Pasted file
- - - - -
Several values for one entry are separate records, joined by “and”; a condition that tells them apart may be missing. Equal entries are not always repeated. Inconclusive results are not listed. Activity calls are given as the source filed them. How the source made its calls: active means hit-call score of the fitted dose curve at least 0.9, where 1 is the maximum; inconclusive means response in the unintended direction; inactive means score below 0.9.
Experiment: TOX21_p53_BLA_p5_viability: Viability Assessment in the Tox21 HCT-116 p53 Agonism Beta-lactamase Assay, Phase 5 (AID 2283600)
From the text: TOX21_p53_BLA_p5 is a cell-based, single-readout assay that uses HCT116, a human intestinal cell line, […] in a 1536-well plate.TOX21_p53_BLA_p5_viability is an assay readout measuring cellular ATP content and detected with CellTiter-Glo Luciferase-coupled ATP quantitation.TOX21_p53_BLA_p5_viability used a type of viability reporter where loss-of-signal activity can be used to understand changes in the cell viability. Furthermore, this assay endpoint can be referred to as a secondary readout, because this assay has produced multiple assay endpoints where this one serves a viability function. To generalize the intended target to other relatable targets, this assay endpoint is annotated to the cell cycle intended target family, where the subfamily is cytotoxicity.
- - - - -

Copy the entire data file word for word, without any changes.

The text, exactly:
Several values for one entry are separate records, joined by “and”; a condition that tells them apart may be missing. Equal entries are not always repeated. Inconclusive results are not listed. Activity calls are given as the source filed them. How the source made its calls: active means hit-call score of the fitted dose curve at least 0.9, where 1 is the maximum; inconclusive means response in the unintended direction; inactive means score below 0.9.
Experiment: TOX21_p53_BLA_p5_viability: Viability Assessment in the Tox21 HCT-116 p53 Agonism Beta-lactamase Assay, Phase 5 (AID 2283600)
From the text: TOX21_p53_BLA_p5 is a cell-based, single-readout assay that uses HCT116, a human intestinal cell line, […] in a 1536-well plate.TOX21_p53_BLA_p5_viability is an assay readout measuring cellular ATP content and detected with CellTiter-Glo Luciferase-coupled ATP quantitation.TOX21_p53_BLA_p5_viability used a type of viability reporter where loss-of-signal activity can be used to understand changes in the cell viability. Furthermore, this assay endpoint can be referred to as a secondary readout, because this assay has produced multiple assay endpoints where this one serves a viability function. To generalize the intended target to other relatable targets, this assay endpoint is annotated to the cell cycle intended target family, where the subfamily is cytotoxicity.